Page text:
A shimmering of cicadas whir in the trees As I sweat through my business casual Pumping at the gears of a borrowed bicycle Too nervous to get my own repaired Too late to take the bus Too cheap to pay for parking The season salts my skin Ruptures my pores Marks my folds, creases In … More Summer in Philadelphia is the only season worth writing about
Rachel Fallon is an aspiring playwright living in London, originally from Manchester. She also enjoys writing short stories.
The prison of mankind is the mind This is the only space where time exists If I had any super power I’d make it stop Just for this second Just for this now Where the moon looks luminescent And just for this moment When I remember that I am simply being Consciously breathing And though … More Snippets of Summer
She was a good pleaser. She was a good smiler. She was a good anything any woman was supposed to be good at. But she was also a good something no one had ever thought she could be good at. She was a good man. Emily Glass took out her exquisite leopard Manolo Blahniks, and … More Themself
Jane Davenport had moved into the realm of big pants and had never felt happier. They were basically the big, soft cotton ones that snuggled in under her belly button, looked like pink sacks and could double as dusters. A lot o’ wimen don’t put them on the washin’ line – did y’ ken that? … More A Far Cry From The Scottish Hills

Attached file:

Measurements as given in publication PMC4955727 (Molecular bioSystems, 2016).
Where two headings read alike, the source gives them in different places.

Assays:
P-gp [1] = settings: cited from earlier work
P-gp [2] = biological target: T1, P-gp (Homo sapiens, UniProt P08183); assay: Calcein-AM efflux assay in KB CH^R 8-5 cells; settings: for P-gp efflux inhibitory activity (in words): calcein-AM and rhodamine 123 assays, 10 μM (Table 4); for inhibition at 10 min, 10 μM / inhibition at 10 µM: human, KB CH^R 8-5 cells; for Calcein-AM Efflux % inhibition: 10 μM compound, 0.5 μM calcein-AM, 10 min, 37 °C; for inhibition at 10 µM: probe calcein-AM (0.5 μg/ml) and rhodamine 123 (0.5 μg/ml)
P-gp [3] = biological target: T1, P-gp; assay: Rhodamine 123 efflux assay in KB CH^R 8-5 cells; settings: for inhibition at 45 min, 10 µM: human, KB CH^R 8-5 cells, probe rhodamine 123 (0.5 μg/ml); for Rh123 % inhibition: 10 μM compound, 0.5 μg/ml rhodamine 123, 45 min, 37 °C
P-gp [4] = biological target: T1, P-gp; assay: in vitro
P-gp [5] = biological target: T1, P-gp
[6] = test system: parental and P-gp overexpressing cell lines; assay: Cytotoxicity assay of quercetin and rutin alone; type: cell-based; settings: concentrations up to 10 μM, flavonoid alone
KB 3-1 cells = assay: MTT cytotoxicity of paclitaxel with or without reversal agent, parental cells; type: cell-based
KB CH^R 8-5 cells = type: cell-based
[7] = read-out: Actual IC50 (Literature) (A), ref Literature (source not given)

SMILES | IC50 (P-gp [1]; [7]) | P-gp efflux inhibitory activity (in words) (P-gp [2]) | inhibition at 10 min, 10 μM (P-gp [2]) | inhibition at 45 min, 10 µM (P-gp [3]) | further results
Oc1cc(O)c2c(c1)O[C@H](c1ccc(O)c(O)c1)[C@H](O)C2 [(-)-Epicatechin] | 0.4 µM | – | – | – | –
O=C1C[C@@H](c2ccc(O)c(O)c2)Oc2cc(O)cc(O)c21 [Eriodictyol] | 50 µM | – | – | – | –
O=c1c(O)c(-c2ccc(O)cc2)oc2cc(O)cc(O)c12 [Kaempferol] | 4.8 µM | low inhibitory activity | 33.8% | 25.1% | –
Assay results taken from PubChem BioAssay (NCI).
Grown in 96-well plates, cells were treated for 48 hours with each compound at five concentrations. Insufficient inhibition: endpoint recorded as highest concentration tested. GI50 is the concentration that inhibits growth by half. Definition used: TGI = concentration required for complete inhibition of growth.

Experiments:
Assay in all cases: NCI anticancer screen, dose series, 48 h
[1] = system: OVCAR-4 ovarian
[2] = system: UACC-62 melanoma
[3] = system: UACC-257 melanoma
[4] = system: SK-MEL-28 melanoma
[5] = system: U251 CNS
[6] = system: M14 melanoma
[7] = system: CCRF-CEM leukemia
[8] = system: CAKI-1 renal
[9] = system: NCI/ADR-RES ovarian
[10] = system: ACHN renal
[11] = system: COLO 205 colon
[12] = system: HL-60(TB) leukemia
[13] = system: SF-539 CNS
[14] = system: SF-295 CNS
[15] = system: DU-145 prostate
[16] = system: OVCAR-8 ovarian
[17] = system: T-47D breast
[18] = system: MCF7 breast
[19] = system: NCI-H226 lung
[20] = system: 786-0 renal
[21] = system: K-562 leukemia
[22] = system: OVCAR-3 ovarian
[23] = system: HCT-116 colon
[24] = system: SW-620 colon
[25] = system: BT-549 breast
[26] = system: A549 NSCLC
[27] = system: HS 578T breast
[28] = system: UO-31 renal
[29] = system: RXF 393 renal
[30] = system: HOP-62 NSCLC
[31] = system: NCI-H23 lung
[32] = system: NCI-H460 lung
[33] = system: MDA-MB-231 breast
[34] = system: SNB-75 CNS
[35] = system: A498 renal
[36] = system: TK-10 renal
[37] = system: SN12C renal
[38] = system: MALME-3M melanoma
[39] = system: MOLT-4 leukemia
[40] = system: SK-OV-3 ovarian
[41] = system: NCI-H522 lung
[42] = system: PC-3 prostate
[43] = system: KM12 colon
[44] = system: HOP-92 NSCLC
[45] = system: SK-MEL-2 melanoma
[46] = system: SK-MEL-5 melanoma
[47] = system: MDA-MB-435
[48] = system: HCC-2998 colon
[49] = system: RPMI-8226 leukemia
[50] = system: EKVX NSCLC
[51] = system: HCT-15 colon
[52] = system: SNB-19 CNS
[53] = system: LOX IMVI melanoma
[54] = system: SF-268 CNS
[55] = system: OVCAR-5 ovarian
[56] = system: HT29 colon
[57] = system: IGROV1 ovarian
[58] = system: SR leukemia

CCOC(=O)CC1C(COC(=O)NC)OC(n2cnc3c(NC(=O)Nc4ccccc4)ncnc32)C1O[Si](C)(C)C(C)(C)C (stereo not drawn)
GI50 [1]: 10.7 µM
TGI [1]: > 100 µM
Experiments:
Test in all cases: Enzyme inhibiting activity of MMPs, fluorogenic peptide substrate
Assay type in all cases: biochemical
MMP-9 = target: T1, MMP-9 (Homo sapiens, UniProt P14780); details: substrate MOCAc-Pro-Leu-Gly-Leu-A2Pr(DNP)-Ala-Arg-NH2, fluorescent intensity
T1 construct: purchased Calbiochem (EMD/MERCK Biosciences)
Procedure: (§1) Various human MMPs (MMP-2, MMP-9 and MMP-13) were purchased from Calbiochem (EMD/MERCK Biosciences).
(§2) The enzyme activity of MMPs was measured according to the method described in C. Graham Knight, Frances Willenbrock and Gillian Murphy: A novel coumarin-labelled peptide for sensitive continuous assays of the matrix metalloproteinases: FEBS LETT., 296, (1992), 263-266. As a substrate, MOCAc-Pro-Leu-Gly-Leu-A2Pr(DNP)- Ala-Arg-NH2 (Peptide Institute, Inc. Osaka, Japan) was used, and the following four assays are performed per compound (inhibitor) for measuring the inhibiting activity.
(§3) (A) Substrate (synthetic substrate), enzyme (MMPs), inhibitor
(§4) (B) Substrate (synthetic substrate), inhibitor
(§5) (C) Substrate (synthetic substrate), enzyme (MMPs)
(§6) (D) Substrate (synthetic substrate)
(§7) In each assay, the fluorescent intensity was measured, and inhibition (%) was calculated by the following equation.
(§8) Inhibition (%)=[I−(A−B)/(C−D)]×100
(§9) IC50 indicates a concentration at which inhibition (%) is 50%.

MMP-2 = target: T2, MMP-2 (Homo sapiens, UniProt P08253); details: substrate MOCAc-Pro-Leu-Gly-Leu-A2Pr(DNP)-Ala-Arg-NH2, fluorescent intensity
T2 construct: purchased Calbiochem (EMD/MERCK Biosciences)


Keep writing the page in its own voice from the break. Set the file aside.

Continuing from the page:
Anthelion, 1996 I It is where I am gone, where I am in nothing placed entombed in another world alive with beguiling thoughts of memory and distaste and as guilty as these thunder clouds, it is where I am gone that holds my mind and makes this time a misery as less than useless now… … More Extracts from Anthelion
A storm woke me up very early in the morning. I could say it was early as I couldn’t smell coffee, but the skies were already lit up. I stretched my arm towards the bedside table to get my watch and check the time, but I couldn’t find it. Maybe I left it in the … More Intoxicated
Coffee Capitalism National Park Simon Bracken is an experimental writer, of poetry and fiction and things in between. He’s originally from London and writes a lot about the city.
I Want My Time With You (At St. Pancras Station, London) He put his hands Around her waist And said so lovingly: “I want my time with you.” She put her hands On his cold cheeks, Looking deeply into his eyes, As if looking for some sign, That his words are true. The clock struck … More Poems
Along the river they walked. Two souls in sync with one another. They stared at the unmistakable London skyline they couldn’t take their eyes off it. Waiting for nine o’clock to come they explored the city. Starting at the London Eye watching it stare down on them. Like the eyes of God, it stared. They … More The View
I thought that walking down the Thames path I would send away the desire to catch the infinite blue of the sea combined with the kind breeze of a summer day. Unfortunately, the grey colour of the river did not help me too much. Here and there, occasionally some seagulls were playing with the wild … More Transparent Stones